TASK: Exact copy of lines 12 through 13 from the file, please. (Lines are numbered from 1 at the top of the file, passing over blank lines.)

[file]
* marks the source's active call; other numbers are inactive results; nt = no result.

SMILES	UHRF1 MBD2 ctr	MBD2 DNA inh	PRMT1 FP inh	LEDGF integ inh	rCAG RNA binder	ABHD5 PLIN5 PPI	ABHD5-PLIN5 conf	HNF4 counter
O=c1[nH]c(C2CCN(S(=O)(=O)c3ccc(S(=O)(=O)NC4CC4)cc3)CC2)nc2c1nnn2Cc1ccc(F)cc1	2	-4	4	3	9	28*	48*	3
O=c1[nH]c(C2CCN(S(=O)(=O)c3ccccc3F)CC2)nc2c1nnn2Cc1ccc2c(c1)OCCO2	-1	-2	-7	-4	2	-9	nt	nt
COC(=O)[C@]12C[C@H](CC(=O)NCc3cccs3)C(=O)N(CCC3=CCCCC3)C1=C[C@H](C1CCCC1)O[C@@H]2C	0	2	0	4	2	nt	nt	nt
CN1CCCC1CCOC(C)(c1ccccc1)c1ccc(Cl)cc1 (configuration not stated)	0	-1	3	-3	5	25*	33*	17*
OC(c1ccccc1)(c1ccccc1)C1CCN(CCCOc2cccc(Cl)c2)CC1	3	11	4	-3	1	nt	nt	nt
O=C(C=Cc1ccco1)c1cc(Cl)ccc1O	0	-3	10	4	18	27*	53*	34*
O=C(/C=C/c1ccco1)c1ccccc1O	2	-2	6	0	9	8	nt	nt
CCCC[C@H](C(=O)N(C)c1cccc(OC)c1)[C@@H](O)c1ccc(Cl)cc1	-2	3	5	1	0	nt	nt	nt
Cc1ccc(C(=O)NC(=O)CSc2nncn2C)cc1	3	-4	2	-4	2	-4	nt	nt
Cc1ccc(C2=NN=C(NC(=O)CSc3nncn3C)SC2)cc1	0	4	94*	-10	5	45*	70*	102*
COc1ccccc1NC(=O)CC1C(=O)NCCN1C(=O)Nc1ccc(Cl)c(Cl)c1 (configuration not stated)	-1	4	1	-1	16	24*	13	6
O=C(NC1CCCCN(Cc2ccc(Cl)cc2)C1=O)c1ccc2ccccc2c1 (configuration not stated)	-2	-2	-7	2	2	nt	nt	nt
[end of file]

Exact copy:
Cc1ccc(C2=NN=C(NC(=O)CSc3nncn3C)SC2)cc1	0	4	94*	-10	5	45*	70*	102*
COc1ccccc1NC(=O)CC1C(=O)NCCN1C(=O)Nc1ccc(Cl)c(Cl)c1 (configuration not stated)	-1	4	1	-1	16	24*	13	6